Researchers have known for some time that sedentary lifestyles share a robust relationship with cancer incidence.
According to the authors, the benefits of routine physical activity are optimized when achieved earlier in the day as opposed to at night. The data pertains to our sleep-wake cycle, commonly referred to as our circadian rhythm.
Exercising early in the day appears to disrupt the overproduction of hormones associated with various forms of cancer. It should be noted that more research needs to be done to adjust for different chronotypes.
“Experimental evidence indicates that exercise performed at different times of the day may affect circadian rhythms and circadian disruption has been linked to breast and prostate cancer,” the authors wrote in the new paper. “We examined in a population‐based case‐control study (MCC‐Spain) if the time‐of‐day when physical activity is done affects prostate and breast cancer risk. Lifetime recreational and household physical activity was assessed by in‐person interviews. Information on time‐of‐day of activity (assessed approximately three years after the assessment of lifetime physical activity and confounders) was available for 781 breast cancer cases, 865 population female controls, 504 prostate cases, and 645 population male controls from 10 Spanish reasons.”
The participants were tasked with filling out questionnaires that determined how frequently they are physically active a week in addition to the times that they are typically the most active.
Seven percent of the study pool with breast cancer habitually exercised early in the morning. This figure was closer to 12.7% for people with prostate cancer.
Each participant with a previous history of cancer was subsequently paired with healthy participants of the same sex and age, where early morning exercisers represented between 9% and 14% of the sample.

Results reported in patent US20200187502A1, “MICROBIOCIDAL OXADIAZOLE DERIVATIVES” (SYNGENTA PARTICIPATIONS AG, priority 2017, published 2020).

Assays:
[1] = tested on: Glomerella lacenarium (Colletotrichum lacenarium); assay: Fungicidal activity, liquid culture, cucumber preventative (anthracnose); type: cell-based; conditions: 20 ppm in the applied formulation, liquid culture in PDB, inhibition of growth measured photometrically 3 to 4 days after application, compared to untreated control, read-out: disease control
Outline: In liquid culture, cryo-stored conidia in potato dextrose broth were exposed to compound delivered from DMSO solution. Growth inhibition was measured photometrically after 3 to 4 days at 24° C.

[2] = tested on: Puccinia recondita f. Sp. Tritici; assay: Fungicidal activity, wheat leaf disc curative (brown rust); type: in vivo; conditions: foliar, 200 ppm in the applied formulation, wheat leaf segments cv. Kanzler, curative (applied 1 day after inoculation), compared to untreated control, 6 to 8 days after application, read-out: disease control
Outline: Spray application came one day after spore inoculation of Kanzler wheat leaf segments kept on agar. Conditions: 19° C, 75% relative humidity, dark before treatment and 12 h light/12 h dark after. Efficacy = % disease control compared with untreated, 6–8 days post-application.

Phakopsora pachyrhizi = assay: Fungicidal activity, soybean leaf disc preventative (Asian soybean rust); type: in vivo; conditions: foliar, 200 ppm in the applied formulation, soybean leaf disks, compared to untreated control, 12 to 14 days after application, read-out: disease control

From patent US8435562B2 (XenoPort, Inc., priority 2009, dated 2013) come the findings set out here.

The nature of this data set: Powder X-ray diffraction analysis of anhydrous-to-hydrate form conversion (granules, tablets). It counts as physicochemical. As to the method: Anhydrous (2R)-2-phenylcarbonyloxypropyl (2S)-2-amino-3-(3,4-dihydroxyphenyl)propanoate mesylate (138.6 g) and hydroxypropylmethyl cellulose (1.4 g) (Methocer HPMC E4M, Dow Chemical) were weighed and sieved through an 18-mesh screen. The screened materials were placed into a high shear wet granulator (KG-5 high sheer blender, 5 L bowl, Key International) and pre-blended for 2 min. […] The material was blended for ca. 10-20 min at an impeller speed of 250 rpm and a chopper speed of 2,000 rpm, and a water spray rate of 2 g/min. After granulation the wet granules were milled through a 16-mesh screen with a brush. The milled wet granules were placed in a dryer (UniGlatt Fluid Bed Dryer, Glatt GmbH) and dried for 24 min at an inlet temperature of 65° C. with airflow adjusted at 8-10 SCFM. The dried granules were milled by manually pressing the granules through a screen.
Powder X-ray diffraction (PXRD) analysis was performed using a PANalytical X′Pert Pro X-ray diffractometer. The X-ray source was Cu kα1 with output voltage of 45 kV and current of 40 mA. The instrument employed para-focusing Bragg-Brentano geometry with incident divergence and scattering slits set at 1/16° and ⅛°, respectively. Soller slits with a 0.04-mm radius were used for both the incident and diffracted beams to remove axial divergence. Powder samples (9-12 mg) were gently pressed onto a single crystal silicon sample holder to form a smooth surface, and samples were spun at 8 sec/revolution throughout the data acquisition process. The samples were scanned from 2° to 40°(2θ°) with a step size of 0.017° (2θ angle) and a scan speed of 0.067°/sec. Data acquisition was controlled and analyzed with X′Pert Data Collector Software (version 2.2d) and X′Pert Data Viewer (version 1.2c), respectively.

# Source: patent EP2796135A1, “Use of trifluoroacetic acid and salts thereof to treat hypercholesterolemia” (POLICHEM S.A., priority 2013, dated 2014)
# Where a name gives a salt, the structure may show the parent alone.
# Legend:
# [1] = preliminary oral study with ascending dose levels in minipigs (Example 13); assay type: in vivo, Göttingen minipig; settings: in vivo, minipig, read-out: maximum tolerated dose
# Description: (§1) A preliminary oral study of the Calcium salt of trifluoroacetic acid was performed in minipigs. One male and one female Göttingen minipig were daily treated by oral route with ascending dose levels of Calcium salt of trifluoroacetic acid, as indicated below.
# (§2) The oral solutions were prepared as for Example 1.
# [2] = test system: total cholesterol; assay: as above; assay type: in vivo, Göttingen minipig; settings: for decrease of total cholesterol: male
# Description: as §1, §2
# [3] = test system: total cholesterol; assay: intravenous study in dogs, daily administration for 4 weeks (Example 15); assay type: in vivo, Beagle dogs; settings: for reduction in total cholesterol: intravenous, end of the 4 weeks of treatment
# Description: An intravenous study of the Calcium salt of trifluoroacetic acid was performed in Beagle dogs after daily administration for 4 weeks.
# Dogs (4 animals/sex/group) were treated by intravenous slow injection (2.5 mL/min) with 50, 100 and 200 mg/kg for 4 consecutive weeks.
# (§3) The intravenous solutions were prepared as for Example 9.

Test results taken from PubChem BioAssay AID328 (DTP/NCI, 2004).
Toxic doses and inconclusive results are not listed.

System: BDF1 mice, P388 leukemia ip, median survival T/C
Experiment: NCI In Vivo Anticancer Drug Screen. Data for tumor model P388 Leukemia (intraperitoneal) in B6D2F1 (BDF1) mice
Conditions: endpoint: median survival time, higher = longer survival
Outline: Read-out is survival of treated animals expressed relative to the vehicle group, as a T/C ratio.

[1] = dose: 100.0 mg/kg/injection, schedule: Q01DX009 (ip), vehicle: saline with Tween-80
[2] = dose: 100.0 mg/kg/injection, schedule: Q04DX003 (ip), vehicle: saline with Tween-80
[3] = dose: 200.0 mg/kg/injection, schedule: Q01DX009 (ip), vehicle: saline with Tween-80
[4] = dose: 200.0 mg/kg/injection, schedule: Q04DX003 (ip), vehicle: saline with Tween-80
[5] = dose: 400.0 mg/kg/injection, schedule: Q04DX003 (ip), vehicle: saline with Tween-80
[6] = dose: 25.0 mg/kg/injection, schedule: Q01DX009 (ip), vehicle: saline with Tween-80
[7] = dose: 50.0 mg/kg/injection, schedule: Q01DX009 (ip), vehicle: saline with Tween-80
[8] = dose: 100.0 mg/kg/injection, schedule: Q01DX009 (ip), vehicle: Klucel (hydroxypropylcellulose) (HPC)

Follow-up analysis indicated that those who regularly exercised between 8:00 a.m. and 10:00 a.m. enjoyed the highest risk decreases for prostate cancer and breast cancer. In fact, those who exercised during this window evidenced a decreased breast cancer risk of about 25% collectively.
For female participants, early exercising benefits revolved around the production of estrogen. High levels of the hormone have been independently linked to the development of breast cancer just as physical activity has been studied to suppress the overproduction of it. On balance, women produce the most estrogen around 7:00 a.m.
“These results, if confirmed, may improve current physical activity recommendations for cancer prevention. [What is] clear is that everyone can reduce their cancer risk simply by being moderately physically active for at least 150 minutes each week,” the researcher said in a university release.
Male early exercisers displayed a 27% risk reduction for prostate cancer compared to those who did not exercise at all.
Exercise and prostate cancer have a long and negative relationship in research literature–with one study finding that men who receive regular exercise enjoying an 86% risk decrease for aggressive presentations of the disease.
The new report introduces the production of melatonin to this correlation. The protective hormone is better regulated when physical activity is achieved early in the day, according to the authors, which in turn contributes to disease incidence.
“Protective effects of early morning activity were more pronounced for intermediate/evening chronotypes for both cancers. This is the first population‐based investigation identifying a differential effect of timing of physical activity on cancer risk with more pronounced effects for morning hour activity. Our results, if confirmed, may improve current physical activity recommendations for cancer prevention,” the author concluded.